Seven vs. One

Roger may not have deserved that seventh Cy Young, but Mr. Bonds was certainly the right choice for NL MVP, at least the way we see it (SF, given his proclivity for calculating this award based on value-to-team might have given his vote to Adrian Beltre, who produced a greater percentage of his team’s offense).

Is Barry the greatest ever? An open question. But we’ve seen his MVP count (7) put up against Ruth’s (1) in a variety of publications without a note explaining that for much of Ruth’s career there either was no MVP award at all or he was not eligible to win the prize as it existed (in its early days, multiple winners were verbotten). With today’s system, Ruth might well have taken 6 or 7 or more, not to mention a Cy Young from his pitching days.

Comments on this entry are closed.

  • You misrepresent my previous claims. I think that value-to-team is a major factor, but not the only determinant. Bonds, we agree, is the deserved winner.
    And let’s not go near the “best ever” argument. We’ve been through that before, and I am on the record as to why I think such discussions are pointless and masturbatory efforts done in the interest of exhibiting one’s knowledge of historically unequivalent data. It’s an open question, as you say, and it should stay that way, and there should also be a moratorium on any attempts to put these two great players head-to-head. Bonds and Ruth are incomparable, both in their greatness in relation to the rest of the game at their own specific time, but also to each other.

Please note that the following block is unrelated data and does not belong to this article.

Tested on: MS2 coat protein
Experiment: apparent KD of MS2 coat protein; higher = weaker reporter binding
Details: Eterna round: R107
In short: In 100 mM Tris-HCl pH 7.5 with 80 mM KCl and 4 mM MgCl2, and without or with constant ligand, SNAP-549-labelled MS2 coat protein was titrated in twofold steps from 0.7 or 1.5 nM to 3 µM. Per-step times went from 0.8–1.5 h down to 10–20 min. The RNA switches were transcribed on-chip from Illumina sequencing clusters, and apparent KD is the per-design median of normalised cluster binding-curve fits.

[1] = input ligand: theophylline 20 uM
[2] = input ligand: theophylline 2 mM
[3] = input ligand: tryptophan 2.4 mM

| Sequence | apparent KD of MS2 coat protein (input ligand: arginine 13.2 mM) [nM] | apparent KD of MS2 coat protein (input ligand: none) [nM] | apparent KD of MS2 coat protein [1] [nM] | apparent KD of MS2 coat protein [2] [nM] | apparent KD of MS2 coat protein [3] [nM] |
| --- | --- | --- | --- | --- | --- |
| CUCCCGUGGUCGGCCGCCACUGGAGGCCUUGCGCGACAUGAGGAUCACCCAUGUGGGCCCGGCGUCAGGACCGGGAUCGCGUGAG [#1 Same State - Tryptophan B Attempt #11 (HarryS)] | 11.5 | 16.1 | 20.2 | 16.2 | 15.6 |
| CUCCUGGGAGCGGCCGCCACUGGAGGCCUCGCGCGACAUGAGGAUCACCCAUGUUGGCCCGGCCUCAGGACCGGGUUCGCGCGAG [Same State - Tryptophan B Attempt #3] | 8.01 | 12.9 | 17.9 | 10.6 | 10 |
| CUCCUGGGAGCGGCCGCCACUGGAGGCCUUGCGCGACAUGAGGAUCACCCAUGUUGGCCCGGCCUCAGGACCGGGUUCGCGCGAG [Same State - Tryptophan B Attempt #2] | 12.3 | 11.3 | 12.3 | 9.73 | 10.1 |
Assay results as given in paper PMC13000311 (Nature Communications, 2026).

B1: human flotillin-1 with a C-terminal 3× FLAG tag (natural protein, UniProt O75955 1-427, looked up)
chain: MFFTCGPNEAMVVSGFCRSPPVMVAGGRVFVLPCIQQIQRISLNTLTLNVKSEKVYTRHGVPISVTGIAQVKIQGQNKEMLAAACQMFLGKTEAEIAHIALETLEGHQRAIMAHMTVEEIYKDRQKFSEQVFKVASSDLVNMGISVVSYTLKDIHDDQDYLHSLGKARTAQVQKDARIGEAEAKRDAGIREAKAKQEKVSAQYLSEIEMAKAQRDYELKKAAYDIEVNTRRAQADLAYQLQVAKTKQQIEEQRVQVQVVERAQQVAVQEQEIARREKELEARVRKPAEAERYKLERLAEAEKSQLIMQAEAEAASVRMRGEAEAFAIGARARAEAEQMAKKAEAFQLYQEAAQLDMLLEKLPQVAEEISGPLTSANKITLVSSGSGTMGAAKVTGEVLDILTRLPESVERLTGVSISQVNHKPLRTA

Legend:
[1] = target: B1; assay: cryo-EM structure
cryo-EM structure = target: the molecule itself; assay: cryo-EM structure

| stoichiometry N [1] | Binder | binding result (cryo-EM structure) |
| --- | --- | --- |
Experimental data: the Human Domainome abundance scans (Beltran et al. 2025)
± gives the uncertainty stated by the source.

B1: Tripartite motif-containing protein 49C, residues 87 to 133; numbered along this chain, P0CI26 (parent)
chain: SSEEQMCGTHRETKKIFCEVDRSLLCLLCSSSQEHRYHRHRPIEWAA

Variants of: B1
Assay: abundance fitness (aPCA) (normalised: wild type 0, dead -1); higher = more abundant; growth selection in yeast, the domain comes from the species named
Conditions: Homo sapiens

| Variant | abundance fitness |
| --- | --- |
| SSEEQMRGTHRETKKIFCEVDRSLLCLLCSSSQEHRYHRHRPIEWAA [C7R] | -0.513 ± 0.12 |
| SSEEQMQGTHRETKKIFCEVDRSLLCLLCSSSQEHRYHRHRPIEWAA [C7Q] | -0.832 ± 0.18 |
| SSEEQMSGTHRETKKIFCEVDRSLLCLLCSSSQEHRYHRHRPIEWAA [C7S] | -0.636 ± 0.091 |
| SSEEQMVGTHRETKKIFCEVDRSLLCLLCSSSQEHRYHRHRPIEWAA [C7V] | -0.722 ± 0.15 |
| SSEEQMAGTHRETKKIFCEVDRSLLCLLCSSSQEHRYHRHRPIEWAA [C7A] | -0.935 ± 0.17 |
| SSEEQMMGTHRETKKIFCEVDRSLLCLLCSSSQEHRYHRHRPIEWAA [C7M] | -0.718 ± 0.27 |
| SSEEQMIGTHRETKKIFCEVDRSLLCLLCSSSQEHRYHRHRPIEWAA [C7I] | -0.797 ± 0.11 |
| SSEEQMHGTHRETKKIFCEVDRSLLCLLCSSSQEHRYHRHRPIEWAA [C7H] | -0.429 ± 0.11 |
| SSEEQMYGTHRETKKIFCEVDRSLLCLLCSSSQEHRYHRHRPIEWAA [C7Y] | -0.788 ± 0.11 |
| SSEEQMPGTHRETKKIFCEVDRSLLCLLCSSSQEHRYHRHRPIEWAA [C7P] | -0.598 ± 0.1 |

Best question: who the heck voted Bonds third, who put Pujols sixth!?

    SF November 16, 2004, 2:19 pm
  • Masturbatory? In the words of Alvy Singer, “Don’t knock my hobbies.” My point was merely that for anyone wishing to make the onanistic comparison, or even to place the Bonds’ magnificent achievement in context, MVP totals can be misleading. But at least we agree. Barry is the MVP, and anyone who doesn’t think so should be foreced to spend two weeks with him in a small room.

    YF November 16, 2004, 2:35 pm
  • “Huis Clos” for the Louisville Slugger set?

    SF November 16, 2004, 2:39 pm
  • Bonds certainly deserved the MVP, but to compare him to the Babe is rediculous. Taken in the context of their times and the affect they had on the game, Ruth is so far superior to any player in history that to even talk about anyone being in his league is silly. For example, Ruth in his prime years hit more home runs than half of the other teams totals. For Bonds to do likewise he would need to hit over 150 home runs a year! And even in 2001, his 73 is a lot fewer than the 121 the worst team in the league hit that year. And lets not forget the pitching – 94 and 46 with a 2.28 era. The most complete and best player in the history of the game. There is nothing to discus. And that is to say nothing of the 86 year curse on the Red Sox. :-)

    bronxborn November 17, 2004, 12:42 pm